GM Corvette 1984-1996 Repair Guide

Brake Disc (Rotor)



Older brake pads or shoes may contain asbestos, which has been determined to be cancer causing agent. Never clean the brake surfaces with compressed air! Avoid inhaling any dust from any brake surface! When cleaning brake surfaces, use a commercially available brake cleaning fluid.

See Figures 1 and 2

  1. Disconnect battery negative cable.
  3. Unbolt the caliper assembly, but do not disconnect the fluid line. Suspend the caliper assembly using a length of mechanic's wire. For more details, refer to the appropriate caliper removal procedure for you vehicle, located earlier in this section.

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Fig. Fig. 1: Remove the rotor by lifting it straight off the lug studs-rear rotor shown

  1. Remove the rotor from the vehicle by pulling it straight off the lug studs.
  3. Installation is the reverse of removal.

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Fig. Fig. 2: Install the rotor by positioning it over the lug studs, and pushing it into place-front rotor shown


See Figure 3

  1. Check the rotor surface for wear, scoring, grooves or rust pitting. Rotor damage can be corrected by refacing, consult your local garage or machine shop. Light scoring of the rotor surface which does not exceed 0.060 in. (1.5mm) is generally not detrimental to brake operation and may be caused by normal use. If the damage exceeds the minimum thickness, which is stamped on the rotor, replace the rotor.

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Fig. Fig. 3: The rotor should a "Minimum Thickness" specification stamped into it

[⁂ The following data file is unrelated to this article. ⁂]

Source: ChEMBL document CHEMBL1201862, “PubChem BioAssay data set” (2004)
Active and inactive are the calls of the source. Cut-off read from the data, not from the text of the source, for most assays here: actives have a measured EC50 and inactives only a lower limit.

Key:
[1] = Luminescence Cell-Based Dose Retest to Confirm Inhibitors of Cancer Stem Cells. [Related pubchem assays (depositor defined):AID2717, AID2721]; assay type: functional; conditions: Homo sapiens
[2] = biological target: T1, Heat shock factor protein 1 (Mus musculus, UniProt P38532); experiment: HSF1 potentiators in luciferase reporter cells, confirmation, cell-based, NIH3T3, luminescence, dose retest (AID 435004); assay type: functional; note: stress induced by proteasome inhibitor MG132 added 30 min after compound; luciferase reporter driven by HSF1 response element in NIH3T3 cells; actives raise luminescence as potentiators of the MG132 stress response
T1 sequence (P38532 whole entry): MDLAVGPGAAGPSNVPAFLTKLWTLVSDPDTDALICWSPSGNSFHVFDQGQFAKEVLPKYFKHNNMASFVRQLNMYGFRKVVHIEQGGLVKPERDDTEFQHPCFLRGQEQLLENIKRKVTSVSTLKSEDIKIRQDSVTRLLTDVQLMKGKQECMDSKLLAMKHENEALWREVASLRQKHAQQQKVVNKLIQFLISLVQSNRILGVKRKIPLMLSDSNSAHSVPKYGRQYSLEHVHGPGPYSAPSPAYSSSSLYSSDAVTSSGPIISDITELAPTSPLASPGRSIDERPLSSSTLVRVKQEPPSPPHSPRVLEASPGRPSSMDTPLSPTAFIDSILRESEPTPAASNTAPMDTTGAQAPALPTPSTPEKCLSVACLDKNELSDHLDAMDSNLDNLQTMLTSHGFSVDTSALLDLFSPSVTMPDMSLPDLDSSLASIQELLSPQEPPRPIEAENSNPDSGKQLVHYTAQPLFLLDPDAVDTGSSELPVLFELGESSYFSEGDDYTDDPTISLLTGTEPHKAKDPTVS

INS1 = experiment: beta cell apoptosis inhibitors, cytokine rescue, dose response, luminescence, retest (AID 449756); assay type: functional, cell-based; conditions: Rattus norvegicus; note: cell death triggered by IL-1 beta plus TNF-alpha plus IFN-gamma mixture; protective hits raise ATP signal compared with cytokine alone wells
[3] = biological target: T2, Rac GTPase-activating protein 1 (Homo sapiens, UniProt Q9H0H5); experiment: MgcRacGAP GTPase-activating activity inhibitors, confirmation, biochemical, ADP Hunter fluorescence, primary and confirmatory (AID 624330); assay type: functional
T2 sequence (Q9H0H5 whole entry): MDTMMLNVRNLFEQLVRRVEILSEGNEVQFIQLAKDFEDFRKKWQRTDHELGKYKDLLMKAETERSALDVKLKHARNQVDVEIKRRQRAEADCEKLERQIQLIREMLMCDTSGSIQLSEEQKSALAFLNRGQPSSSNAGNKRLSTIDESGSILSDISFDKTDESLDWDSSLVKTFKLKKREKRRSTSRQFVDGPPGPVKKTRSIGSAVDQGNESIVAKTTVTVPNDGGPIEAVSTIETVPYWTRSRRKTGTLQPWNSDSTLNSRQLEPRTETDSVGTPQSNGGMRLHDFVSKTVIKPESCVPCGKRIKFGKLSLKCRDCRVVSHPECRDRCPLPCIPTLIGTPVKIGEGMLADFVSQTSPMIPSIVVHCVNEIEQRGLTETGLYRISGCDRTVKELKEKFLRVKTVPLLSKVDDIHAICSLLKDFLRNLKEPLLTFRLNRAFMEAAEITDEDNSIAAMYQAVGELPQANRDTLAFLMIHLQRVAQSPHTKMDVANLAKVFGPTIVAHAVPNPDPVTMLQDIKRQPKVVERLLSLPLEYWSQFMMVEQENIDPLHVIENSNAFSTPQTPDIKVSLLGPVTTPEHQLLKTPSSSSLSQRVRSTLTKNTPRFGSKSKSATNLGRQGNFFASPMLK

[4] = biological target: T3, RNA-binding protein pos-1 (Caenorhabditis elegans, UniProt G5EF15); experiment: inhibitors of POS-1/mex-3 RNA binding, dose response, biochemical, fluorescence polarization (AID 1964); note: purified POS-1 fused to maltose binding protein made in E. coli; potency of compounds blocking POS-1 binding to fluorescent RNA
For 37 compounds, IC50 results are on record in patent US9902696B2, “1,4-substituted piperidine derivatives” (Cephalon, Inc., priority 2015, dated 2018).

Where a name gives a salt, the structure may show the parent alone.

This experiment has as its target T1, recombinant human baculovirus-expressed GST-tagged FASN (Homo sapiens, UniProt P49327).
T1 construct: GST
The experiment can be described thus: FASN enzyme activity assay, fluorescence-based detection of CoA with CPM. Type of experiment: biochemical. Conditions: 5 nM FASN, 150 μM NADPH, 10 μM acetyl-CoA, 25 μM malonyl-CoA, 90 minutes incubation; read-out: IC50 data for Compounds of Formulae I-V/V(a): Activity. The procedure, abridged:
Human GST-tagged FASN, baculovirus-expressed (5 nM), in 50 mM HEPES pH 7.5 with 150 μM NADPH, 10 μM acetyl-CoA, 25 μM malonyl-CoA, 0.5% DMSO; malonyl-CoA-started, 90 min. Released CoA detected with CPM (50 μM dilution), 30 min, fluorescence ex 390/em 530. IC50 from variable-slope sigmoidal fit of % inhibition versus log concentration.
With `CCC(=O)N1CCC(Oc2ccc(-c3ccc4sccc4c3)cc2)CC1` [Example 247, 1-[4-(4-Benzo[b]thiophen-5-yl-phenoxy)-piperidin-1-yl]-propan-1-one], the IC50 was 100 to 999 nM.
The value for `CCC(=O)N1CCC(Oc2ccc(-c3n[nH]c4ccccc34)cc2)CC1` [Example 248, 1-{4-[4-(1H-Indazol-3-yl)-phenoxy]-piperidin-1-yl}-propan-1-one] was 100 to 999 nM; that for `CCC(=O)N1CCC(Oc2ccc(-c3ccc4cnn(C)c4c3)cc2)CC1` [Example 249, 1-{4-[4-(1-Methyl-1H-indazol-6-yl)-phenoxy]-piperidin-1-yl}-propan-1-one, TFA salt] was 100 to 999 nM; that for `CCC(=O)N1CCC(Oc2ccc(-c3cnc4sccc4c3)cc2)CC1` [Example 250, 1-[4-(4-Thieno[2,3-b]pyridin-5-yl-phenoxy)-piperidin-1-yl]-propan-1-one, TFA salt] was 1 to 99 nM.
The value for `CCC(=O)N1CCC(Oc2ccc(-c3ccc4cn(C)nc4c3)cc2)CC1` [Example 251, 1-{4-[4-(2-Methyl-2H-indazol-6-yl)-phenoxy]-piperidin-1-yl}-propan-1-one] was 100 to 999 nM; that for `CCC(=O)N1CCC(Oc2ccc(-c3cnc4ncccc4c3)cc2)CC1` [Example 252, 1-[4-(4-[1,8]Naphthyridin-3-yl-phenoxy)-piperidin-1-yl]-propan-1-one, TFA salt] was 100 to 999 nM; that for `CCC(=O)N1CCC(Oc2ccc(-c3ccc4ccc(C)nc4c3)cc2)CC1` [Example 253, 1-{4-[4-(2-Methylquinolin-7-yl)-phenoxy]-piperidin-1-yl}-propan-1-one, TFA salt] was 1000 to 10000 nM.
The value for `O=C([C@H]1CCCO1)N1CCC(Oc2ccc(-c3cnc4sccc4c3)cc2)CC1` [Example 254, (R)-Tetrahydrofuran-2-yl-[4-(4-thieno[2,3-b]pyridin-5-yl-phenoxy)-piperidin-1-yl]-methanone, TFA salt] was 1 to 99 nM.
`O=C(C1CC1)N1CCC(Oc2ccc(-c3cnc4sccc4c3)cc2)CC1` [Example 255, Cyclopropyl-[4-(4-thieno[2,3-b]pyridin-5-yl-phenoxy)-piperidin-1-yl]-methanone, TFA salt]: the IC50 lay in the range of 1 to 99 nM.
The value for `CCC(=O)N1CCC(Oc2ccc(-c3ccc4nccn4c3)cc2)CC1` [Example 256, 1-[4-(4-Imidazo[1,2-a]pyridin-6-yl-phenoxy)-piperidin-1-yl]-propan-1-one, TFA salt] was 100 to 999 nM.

Thickness Variation Check

Check rotor thickness variation by measuring the rotor thickness at 4 or more points around the circumference of the rotor. Use a micrometer calibrated in ten-thousandths of an inch. Make all of your measurements at the same distance in from the edge of the rotor. A rotor that varies in thickness by more that 0.0005 in. (0.013mm) may cause your brake pedal to pulsate and/or front end vibration when the brakes are applied. A rotor not meeting these specifications must be refinished or replaced.

Lateral Runout Check

The best way to check lateral runout is with the wheels still installed on the vehicle. This ensures a much more accurate reading. If the proper equipment is not available to do this, the next best reading can be made with the wheels removed, but the caliper installed, as follows:

  1. If the wheels are removed, re-install the lug nuts to hold the rotor in place. Tighten the lug nuts to 100 ft. lbs. (136 Nm).
  3. Attach a dial indicator to the steering knuckle so that the indicator button contacts the rotor surface about 1 / 2 in. from the outer edge.
  5. Set the dial indicator to zero.
  7. Turn the wheel one complete revolution and check the runout indicated on the dial. The total indicated runout must not exceed 0.003 in. (0.08mm).

Sometimes, excessive lateral runout can be improved by indexing the rotor on the hub one or two bolt positions from the original position. If this doesnt work, check the hub and bearing for excessive lateral runout or looseness. If those specifications exceed 0.0015 in. (0.040mm), replace the hub and bearing. If the lateral runout is within specifications, refinish or replace the rotor, as necessary.

Whenever the rotor is separated from the wheel bearing flange, thoroughly clean the any rust or other debris from the wheel bearing flange and rotor mating surfaces. If you don't do this, the lateral runout and brake pulsation may be increased.

  1. If the lateral runout exceeds the specification in Step 4, refinish or replace the rotor.